Drill and appropriate bits
Since I already have a tree stump table, (the one I made when I redid my house) for this post I had to make another. So when I went to order my fireplace wood I told the old guy who runs the business I needed a stump to make a table out of. He dragged me to the back of the woodpile and pointed to a huge walnut log. He said that’s your table.
He got out his chainsaw and eyeballed a perfectly level cut. The stump table had begun.
He threw it in my trunk and I took it home.
I don’t care how you get your stump … just get one.
That is step number 1. Get a stump.
Your legs will be 6 inches high, so figure out how tall your stump needs to be for where you want to put it.
My stump is 15″ across by 18″ high to bring it to the just below the arm of my couch.
Allow your stump to dry out for at least a month. It’ll lose several pounds and the bark will loosen, making step 2 easier!
Coincidentally if you allow yourself to dry out for a month you’ll lose several pounds too.
You can dry the stump outside for a couple of months, then bring it inside for a couple of weeks.
If your stump was already cut and dried from wherever you got it, you can just bring it inside for a couple of weeks.
Now the work begins. You have to remove the bark. Sometimes this is easy, sometimes it isn’t.
The first stump table I made was from Oak. The bark just pulled off with my hands.
The second stump table I made was from Walnut. The bark was a nightmare to remove. I needed an array of tools, a swear jar and my boyfriend.
To remove the stump’s bark, you’ll need these tools to do it:
After your stump has dried inside for a couple of weeks insert the prybar between the bark and the stump.
Hammer it enough to loosen the wood.
Then either keep hammering or pull the bark loose with your fingers.
Keep doing this all the way around the stump until all the bark is off.
And yes, you do need to remove the bark. If you don’t, over time it’ll loosen and fall off on it’s own leaving you with a cruddy looking piece of crud as a table.
If the bark is particularly stubborn, like this stupid thing was … do the same thing but with wood chisels.
They’re sharper and will cut through the fibres between the bark and the stump better than a prybar.
Be careful not to hack into the wood with the chisel though.
Now your stump is cleaned of its bark.
When it’s dried out the stump might split a bit like this.
That’s O.K. It adds character.
The stump now needs to be sanded to get all the little hairs and slivers off it.
You need a smooth stump.
Use a variety of sandpaper grits.
Get rid of all the hairs.
Sand until you can run your hand over the stump and it feels smooth.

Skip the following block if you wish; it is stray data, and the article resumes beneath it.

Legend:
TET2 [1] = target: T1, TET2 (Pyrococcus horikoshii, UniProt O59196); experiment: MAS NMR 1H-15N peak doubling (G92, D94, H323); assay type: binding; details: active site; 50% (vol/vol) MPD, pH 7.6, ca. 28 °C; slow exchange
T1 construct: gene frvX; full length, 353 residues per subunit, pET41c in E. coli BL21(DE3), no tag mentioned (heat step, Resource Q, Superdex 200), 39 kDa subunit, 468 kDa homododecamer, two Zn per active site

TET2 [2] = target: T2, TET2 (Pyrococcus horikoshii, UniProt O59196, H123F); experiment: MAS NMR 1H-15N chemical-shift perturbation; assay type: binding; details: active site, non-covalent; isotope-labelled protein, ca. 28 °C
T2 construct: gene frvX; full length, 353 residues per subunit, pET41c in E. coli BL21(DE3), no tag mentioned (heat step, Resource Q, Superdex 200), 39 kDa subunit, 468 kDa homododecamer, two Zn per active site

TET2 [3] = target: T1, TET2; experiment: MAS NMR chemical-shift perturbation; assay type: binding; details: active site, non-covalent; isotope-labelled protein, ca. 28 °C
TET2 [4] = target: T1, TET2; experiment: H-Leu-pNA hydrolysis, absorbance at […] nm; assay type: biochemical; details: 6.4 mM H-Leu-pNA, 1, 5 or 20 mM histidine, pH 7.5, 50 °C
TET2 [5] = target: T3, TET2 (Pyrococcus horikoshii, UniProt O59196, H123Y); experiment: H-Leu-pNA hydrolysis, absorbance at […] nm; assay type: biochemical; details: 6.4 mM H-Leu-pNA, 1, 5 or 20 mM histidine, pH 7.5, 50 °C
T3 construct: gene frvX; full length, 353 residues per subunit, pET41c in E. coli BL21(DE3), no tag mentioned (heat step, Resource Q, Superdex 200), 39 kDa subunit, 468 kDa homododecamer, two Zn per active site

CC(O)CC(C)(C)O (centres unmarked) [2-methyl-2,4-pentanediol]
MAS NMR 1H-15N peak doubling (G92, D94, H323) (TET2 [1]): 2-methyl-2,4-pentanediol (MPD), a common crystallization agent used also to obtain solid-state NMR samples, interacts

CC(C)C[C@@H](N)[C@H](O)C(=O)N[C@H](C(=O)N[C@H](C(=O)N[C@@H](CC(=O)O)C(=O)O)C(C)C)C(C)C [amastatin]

Once your stump is smooth wipe over it with a damp, lint free cloth or a tack cloth.
A lot of wood dust will come off.
Now flip your stump over and get ready for the fun part.
Get your pre-purchased legs.
Mine are the Capital legs from Ikea.
Each leg comes with a bracket that you screw into the base of your table.
Place your legs on the underside of your stump.
You can use all 4 legs or just 3. I’m partial to 3, but 4 is definitely more stable.
Use a measuring tape to make sure they’re an equal distance apart.
Once you have the legs positioned, mark the holes in the plates with either a pencil or a marker.
Remove the legs and fit your drill with the appropriate sized drill bit.
Drill holes at the spots you marked for the screws.
Once all your holes are predrilled, place your legs and brackets back on and screw them into place.
To make my life easier, I put all my screws into a little dish. Don’t question it. Just do it.
Now all your legs are on!
Now it’s time to finish the table.
If there are any sections where you accidentally took too much of the wood off you can skim over it with some stain.
I have a whack of different cans of stain so I picked the one I thought would match the best.
Appropriately, it was “Walnut” stain.
Just wipe it onto the light portion of your wood with some paper towel.
It just darkens it up enough to make it blend in a little better.
There will still be a colour variation, just not quite as distinct.
The staining is a matter of choice.
On my first stump table I didn’t do it … on this one I did.
Let your stain soak in and dry.
Then get some of this …
… and one of these.
If you’re using an oil based finish use a natural bristle brush.
Seal the whole stump.
Sides … (that’s a fast moving cat in the background by the way)
… and top
The top of the stump will get really dark, but it’ll lighten up once the finish sinks in and dries.
After your first coat dries gently sand off any burrs and bumps.
Remember … just sand lightly.
The sanding will leave the finish with a white haze. Don’t worry about it.
It’ll go away once you apply another coat of finish.
Speaking of which … your stump will need another 2 or 3 coats around the sides.
Plus it’ll need a total of around 6 coats on the top. Because of the open grain, the finish soaks into the top a lot more and requires more coats.
Always let your finish dry the recommended amount of time in between coats.
Once you’ve completed all coats of finish you can admire a thing of beauty.
This one by the way … went to my niece for Christmas. Yes, the niece who famously chucks things. She’s the chucker. This finished stump table weighs close to 70 pounds. So good luck chuckin’ that little niece.
Now if you’ll excuse me, I have some decorating magazines to peruse.